Look on the brighter side
How does one sum up a year? Is it in the usual “eventful” manner? Every year, every day, indeed every moment is “eventful”, so what makes one year more “eventful” than another? For some people it is a personal choice depending on how events may have impacted on you, for others it may be external occurrences.
One’s age also plays a role for the older you get, the more precious the moments. The last two years have had a profound effect on my life for instance, having had to cope with the death of persons close to me, including my mother and a sister, but I am no different from millions of others, who have had, in some cases, very harrowing experiences. We all have to cope with these and try to emerge all the stronger because of them.
That is the case not only at an individual level but collectively at community, national and global levels. The world is not only about the negatives, the tragedies, wars, starvation and so on, in spite of what the media highlights, there are also many positives, most of which are not given prominence.
We tend to remember murders, crimes and all the other negatives in our lives, yet the shining examples for the future are ignored or forgotten. It is therefore comforting to note the initiative of the Bank of St. Vincent and the Grenadines (BOSVG) to feature 12 young people, young entrepreneurs on its calendar for the year 2020. My congratulations to the BOSVG and especially to those featured.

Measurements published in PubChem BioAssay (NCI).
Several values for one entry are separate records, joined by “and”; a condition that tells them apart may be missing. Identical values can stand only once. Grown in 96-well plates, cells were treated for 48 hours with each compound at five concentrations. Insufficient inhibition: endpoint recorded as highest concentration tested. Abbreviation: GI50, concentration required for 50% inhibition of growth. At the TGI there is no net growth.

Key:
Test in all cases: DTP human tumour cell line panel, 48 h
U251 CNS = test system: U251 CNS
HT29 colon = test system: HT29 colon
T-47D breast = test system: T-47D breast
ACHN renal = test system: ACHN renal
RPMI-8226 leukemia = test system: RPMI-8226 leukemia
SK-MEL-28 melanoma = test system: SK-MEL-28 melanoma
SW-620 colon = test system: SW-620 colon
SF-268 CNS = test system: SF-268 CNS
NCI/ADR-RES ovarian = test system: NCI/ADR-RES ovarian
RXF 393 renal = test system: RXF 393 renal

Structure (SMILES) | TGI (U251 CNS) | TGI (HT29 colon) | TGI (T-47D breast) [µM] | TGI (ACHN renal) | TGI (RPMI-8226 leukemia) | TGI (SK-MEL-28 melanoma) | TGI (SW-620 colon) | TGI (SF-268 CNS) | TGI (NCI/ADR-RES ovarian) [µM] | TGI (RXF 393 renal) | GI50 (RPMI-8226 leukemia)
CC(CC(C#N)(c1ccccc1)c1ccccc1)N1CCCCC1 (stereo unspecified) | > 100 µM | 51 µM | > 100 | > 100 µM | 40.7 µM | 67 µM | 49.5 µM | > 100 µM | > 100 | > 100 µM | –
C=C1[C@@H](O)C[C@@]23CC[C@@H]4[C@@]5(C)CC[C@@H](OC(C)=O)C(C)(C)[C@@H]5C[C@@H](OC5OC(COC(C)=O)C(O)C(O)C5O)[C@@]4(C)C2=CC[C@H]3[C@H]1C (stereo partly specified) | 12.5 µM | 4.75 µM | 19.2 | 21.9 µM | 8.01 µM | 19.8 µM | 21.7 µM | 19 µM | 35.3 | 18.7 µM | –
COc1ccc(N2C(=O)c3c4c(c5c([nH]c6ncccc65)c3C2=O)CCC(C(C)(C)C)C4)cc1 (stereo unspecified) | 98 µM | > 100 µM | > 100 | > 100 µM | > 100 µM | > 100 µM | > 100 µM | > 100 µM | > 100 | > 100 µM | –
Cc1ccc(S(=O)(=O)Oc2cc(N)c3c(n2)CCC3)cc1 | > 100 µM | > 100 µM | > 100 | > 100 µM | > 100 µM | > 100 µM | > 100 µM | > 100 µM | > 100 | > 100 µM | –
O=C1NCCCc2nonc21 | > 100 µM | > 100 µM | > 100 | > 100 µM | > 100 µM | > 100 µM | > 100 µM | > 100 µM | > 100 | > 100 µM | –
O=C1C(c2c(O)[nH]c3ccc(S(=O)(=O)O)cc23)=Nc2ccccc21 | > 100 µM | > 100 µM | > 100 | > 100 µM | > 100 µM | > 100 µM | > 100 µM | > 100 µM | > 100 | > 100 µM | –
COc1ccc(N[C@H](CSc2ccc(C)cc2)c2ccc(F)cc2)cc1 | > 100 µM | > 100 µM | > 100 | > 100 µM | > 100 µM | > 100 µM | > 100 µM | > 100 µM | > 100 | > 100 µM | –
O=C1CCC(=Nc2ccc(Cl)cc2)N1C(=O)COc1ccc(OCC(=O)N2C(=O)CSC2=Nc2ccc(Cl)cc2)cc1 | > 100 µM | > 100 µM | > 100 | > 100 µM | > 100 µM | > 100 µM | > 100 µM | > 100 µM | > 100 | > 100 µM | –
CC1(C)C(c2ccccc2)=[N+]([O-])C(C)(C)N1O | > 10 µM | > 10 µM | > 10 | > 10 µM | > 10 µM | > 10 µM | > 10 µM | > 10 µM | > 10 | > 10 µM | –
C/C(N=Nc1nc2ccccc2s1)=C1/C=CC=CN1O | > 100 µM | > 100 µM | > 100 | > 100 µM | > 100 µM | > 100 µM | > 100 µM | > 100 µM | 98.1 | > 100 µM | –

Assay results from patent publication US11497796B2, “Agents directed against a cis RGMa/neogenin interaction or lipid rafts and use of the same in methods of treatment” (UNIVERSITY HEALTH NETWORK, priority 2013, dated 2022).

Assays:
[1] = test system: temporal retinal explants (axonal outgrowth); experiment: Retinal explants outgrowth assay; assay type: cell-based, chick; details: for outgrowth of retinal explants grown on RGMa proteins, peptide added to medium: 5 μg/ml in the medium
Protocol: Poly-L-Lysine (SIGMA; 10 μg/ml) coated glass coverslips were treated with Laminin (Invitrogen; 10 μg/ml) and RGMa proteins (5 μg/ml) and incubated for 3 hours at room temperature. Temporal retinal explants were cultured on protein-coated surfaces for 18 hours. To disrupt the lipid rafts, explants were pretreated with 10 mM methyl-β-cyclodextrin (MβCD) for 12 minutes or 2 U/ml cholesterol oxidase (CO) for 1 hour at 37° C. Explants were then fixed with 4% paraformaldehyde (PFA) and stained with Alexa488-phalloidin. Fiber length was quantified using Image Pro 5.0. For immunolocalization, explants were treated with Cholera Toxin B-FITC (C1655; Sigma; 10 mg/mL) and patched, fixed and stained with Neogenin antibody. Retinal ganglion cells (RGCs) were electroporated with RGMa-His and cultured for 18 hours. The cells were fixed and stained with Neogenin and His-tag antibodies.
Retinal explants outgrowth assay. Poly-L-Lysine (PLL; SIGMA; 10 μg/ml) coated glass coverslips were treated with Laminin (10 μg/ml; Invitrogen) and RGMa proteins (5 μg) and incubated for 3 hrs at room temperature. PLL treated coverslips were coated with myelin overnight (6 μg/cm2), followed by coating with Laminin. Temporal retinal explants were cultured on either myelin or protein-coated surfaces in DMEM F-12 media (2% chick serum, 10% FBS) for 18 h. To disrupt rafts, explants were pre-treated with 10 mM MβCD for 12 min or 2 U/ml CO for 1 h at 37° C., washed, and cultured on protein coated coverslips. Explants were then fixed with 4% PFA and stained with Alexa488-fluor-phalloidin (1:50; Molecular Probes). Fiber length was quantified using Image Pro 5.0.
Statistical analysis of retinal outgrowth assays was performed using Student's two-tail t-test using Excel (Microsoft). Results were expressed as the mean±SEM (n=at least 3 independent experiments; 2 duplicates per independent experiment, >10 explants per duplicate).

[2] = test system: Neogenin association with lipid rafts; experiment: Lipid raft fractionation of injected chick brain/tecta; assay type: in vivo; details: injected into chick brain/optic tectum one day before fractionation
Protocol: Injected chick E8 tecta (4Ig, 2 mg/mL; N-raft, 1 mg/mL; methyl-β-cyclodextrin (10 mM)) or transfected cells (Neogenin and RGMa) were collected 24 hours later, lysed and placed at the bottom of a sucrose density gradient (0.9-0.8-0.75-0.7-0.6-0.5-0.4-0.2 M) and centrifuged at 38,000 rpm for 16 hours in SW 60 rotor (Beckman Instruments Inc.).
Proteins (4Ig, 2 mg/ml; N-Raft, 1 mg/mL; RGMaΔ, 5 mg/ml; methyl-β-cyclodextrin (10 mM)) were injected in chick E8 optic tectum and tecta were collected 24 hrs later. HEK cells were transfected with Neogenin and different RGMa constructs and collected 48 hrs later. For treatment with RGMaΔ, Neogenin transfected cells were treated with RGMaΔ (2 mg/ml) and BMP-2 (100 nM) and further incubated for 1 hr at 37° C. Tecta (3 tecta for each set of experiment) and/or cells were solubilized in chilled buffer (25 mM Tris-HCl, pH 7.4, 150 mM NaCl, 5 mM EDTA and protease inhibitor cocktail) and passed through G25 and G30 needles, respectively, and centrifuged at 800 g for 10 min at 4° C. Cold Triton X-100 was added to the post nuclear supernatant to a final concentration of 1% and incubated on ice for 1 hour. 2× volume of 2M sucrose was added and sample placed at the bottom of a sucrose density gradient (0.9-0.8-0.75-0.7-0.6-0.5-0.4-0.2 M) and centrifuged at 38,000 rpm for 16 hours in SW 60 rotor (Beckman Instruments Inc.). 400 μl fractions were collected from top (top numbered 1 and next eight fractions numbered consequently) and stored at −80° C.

In this vein, we cannot let 2019 be remembered only for the human failings, we must reflect with pride all that our young people exhibited positively during the year. If you listen to us, the older folk, you will get the impression that the world was such a much greater place before the young generation arrived, but is it really so? We used to feel that obtaining three or four GCE passes was a feat; today young people are taking eight or nine in their stride. Getting to university was almost a step to heaven, now we have set our sights on at least one university graduate from every household.
In line with these accomplishments, our expectations have also grown. Sadly those expectations seem to place demands on everyone else but ourselves and if they are not fulfilled, it is always the fault of everyone else but ourselves. The reflections that we make and the resolutions for the New Year must centre on our own efforts to rectify our weaknesses and failings as much as we demand such rectification from others and the society as a whole.
Our media, in competing for our collective attention, gives more prominence to deaths than births, gives the impression that court proceedings are mainly about criminal activities, so the negatives in our society, and the world in general shape our concepts about the world as a place doomed and about to end. We seldom remember what we see of our young entrepreneurs and give them the encouragement and space to go forward, preferring to talk about those who indulge in crime and violence.
As we reflect, is it not time to take a more positive approach? How can we help to promote the good within us and in our society, to highlight the potential in our young people and to use it as a catalyst to combat the negatives and to pave the way for a brighter future trail blazed by our youth with the full support of the rest of us.